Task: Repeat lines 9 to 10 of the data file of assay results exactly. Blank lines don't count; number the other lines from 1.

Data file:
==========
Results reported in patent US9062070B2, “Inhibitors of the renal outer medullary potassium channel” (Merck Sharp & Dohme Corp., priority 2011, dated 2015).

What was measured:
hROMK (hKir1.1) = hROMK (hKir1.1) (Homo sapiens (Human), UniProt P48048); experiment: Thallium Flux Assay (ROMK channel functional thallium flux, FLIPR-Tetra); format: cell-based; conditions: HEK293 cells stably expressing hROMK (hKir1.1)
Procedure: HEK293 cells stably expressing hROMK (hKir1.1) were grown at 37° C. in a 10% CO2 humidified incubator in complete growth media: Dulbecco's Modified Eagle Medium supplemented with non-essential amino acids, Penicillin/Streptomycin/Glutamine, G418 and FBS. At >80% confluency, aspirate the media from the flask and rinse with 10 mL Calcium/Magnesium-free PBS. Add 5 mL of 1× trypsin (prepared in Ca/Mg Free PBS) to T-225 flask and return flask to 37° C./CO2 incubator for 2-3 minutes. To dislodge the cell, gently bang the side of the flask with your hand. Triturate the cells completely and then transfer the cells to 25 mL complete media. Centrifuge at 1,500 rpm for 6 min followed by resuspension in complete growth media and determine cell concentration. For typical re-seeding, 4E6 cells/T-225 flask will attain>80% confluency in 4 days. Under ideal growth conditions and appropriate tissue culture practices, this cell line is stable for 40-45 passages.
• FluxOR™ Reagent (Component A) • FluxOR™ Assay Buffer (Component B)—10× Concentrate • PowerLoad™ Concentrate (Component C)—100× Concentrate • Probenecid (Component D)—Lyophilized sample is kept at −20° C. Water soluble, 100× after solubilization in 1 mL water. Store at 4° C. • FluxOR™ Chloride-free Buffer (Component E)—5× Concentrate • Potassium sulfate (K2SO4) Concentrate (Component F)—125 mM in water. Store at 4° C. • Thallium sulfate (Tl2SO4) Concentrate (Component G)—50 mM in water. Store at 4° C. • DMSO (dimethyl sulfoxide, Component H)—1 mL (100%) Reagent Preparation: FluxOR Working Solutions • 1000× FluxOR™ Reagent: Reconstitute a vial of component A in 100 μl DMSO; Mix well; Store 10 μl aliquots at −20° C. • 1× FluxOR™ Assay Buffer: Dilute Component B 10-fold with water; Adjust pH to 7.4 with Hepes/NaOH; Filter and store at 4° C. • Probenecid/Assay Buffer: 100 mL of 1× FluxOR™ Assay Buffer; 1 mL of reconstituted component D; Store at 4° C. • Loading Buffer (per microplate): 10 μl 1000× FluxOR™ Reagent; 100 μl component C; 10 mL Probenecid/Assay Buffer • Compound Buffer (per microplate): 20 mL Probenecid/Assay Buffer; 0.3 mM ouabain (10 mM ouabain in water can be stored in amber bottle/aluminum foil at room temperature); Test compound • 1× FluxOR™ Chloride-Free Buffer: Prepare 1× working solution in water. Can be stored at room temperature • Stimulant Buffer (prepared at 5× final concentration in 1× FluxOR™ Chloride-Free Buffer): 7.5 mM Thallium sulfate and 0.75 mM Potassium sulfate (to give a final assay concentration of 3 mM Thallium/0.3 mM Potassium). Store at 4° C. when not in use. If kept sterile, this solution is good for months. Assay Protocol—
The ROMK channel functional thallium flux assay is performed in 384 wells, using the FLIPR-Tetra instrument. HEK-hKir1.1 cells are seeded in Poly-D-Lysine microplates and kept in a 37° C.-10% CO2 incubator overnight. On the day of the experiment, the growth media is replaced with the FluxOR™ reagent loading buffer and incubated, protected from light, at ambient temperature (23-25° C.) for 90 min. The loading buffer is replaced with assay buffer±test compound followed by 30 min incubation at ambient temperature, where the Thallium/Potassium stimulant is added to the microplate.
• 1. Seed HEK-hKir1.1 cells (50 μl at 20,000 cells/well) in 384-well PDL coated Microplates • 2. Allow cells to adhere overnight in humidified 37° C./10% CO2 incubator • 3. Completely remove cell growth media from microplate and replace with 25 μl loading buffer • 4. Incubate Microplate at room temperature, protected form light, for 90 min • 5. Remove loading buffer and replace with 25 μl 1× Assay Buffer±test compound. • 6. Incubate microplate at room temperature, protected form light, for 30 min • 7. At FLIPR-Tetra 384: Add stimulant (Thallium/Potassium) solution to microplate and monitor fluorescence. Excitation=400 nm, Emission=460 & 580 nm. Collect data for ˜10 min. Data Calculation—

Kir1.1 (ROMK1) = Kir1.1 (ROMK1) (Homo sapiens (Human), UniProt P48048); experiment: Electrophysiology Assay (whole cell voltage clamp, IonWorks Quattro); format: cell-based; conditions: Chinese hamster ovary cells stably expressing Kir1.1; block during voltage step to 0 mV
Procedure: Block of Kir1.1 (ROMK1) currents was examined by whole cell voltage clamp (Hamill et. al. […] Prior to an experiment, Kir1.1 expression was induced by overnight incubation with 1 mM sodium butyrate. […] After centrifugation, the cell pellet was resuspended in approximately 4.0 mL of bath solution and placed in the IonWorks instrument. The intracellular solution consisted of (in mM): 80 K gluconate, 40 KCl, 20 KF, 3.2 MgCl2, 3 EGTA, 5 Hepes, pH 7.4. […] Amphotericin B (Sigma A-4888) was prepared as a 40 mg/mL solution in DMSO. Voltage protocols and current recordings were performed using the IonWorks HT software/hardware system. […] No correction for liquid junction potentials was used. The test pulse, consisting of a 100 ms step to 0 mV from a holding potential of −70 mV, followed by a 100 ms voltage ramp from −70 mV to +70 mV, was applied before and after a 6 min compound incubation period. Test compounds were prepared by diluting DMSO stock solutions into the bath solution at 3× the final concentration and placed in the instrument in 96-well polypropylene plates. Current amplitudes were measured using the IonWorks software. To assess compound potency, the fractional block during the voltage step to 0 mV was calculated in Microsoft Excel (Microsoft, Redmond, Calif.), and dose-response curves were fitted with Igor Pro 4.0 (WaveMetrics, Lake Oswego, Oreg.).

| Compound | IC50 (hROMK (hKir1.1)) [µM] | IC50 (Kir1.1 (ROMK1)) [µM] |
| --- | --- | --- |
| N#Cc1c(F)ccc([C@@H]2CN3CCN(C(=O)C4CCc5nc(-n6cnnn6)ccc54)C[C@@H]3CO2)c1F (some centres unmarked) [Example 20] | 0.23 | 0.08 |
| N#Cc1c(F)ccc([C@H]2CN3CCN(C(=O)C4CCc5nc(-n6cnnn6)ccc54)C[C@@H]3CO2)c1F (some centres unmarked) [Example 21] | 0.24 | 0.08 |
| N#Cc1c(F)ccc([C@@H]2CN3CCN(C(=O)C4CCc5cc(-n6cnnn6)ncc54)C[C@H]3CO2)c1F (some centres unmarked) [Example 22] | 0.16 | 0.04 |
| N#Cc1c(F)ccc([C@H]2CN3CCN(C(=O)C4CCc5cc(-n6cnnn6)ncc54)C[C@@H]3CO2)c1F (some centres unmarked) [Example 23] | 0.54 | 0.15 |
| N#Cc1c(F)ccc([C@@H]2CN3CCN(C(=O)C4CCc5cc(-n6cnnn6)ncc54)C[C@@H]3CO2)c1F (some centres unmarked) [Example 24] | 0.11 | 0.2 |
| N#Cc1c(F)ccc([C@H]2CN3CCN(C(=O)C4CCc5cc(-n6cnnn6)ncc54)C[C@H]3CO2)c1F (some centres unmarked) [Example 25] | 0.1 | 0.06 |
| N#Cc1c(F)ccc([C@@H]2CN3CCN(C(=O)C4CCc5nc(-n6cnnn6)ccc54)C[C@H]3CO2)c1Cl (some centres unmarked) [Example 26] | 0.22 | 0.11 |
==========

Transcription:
Procedure: Block of Kir1.1 (ROMK1) currents was examined by whole cell voltage clamp (Hamill et. al. […] Prior to an experiment, Kir1.1 expression was induced by overnight incubation with 1 mM sodium butyrate. […] After centrifugation, the cell pellet was resuspended in approximately 4.0 mL of bath solution and placed in the IonWorks instrument. The intracellular solution consisted of (in mM): 80 K gluconate, 40 KCl, 20 KF, 3.2 MgCl2, 3 EGTA, 5 Hepes, pH 7.4. […] Amphotericin B (Sigma A-4888) was prepared as a 40 mg/mL solution in DMSO. Voltage protocols and current recordings were performed using the IonWorks HT software/hardware system. […] No correction for liquid junction potentials was used. The test pulse, consisting of a 100 ms step to 0 mV from a holding potential of −70 mV, followed by a 100 ms voltage ramp from −70 mV to +70 mV, was applied before and after a 6 min compound incubation period. Test compounds were prepared by diluting DMSO stock solutions into the bath solution at 3× the final concentration and placed in the instrument in 96-well polypropylene plates. Current amplitudes were measured using the IonWorks software. To assess compound potency, the fractional block during the voltage step to 0 mV was calculated in Microsoft Excel (Microsoft, Redmond, Calif.), and dose-response curves were fitted with Igor Pro 4.0 (WaveMetrics, Lake Oswego, Oreg.).

| Compound | IC50 (hROMK (hKir1.1)) [µM] | IC50 (Kir1.1 (ROMK1)) [µM] |